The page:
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    1. Well, HBO isn't Martin's bitch. He can't just say "Yeah, I'll do it, but please only in a few years. Can't tell you when."

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    2. I don't think the show matters. Even if I hear wikipedia summary like details of the show's ending, it won't really ruin the experience of reading it for me, because the books are more than the plot details. I was happy to read the Princess and the Queen, but it was in no way as satisfying as even the least part of A Song of Ice and Fire, because it was mostly just this happened, this happened, this happened.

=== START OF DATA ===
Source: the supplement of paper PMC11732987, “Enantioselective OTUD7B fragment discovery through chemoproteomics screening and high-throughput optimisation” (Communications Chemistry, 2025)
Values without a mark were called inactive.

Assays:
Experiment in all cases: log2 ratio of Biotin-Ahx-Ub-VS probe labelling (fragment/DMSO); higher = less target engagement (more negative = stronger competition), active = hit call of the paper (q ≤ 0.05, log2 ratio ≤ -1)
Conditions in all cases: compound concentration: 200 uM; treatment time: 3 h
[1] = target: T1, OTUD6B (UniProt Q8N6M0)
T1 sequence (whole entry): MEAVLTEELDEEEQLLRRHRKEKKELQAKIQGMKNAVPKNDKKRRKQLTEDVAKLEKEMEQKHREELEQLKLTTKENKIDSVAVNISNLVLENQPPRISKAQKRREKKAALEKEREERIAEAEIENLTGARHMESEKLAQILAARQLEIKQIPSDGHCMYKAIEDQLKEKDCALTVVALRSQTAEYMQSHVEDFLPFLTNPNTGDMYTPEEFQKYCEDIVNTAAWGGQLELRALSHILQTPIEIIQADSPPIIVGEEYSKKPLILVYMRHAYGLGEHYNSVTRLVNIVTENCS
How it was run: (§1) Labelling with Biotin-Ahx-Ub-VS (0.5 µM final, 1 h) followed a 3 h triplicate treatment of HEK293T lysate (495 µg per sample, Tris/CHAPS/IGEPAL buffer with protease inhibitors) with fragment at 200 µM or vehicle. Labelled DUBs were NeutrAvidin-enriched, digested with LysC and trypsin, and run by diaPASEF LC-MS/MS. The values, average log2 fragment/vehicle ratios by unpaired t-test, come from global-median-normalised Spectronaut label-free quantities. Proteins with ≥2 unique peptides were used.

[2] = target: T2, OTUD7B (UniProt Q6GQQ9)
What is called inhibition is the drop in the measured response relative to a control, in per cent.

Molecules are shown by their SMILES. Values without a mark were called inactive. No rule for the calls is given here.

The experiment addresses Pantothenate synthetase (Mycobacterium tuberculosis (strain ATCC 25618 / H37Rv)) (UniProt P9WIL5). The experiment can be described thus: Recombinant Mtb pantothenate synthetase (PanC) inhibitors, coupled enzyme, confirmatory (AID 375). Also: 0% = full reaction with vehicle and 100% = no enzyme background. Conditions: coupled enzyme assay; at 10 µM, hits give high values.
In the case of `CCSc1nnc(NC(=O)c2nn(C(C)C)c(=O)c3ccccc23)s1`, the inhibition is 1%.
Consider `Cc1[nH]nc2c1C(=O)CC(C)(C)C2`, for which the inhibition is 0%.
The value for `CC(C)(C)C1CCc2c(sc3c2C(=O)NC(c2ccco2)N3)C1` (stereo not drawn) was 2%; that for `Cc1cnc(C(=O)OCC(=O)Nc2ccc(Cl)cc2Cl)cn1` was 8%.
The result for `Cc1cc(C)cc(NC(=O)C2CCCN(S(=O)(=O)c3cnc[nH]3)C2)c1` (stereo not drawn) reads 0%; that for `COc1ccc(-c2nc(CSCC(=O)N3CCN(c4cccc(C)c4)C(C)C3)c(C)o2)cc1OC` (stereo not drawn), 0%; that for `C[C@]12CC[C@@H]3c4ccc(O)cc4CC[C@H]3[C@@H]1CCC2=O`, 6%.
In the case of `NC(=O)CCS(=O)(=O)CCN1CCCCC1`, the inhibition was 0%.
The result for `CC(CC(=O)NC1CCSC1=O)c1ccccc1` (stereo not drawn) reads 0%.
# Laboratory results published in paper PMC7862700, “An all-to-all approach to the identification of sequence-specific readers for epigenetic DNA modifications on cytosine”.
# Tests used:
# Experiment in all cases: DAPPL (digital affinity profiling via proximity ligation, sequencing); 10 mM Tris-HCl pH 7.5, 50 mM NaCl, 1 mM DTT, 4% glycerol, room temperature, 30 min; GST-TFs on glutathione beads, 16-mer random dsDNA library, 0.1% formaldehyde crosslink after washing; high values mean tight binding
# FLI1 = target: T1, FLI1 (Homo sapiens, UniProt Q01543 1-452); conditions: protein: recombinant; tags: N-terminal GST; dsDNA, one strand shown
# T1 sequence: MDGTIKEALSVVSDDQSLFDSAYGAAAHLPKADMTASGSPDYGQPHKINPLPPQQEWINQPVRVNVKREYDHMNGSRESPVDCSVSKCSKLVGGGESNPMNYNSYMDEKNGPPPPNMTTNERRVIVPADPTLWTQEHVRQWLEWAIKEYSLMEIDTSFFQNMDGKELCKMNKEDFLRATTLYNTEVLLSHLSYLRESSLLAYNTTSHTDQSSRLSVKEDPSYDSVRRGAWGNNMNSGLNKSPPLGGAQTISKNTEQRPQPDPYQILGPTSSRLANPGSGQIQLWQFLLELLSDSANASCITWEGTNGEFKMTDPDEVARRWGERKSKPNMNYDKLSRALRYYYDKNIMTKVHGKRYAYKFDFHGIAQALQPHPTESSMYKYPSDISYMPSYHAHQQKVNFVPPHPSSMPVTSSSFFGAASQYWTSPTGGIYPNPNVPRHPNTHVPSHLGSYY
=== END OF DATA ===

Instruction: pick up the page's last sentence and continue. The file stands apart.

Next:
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    3. Show watchers are pretty damn adept at ensuring every last detail of what they know is spoiled for people, I'd still enjoy the books, but they wouldn't be as good if the show finishes first.

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  9. There's absolutely no way Martin finishes before the tv show. Impossible. He's wasted so much time between books 4 and 5 and now between 5 and 6 it's physically impossible. Hope I'm wrong but doubt it. Put that on your list.

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    1. He did it before - AGOT 1996, ACOK 1998, ASOS 2000. Can be done.